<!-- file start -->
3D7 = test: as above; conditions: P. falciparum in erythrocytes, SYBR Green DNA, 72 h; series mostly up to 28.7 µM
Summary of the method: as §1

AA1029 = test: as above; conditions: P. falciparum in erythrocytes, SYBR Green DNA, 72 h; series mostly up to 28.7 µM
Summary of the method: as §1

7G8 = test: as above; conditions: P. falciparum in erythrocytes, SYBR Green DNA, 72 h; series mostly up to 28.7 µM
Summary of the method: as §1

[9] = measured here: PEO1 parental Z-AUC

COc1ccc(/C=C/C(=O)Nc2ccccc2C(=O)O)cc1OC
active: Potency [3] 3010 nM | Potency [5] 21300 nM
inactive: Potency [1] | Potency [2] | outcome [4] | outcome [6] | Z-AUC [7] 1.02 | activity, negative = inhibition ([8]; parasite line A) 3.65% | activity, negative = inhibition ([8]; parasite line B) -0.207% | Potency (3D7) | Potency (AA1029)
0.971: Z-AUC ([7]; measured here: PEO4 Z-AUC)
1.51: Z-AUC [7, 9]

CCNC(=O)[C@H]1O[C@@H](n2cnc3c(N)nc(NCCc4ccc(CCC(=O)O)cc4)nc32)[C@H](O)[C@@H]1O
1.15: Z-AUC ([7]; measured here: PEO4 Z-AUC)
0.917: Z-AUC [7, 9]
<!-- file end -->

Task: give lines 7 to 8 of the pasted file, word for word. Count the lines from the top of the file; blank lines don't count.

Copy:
[9] = measured here: PEO1 parental Z-AUC

COc1ccc(/C=C/C(=O)Nc2ccccc2C(=O)O)cc1OC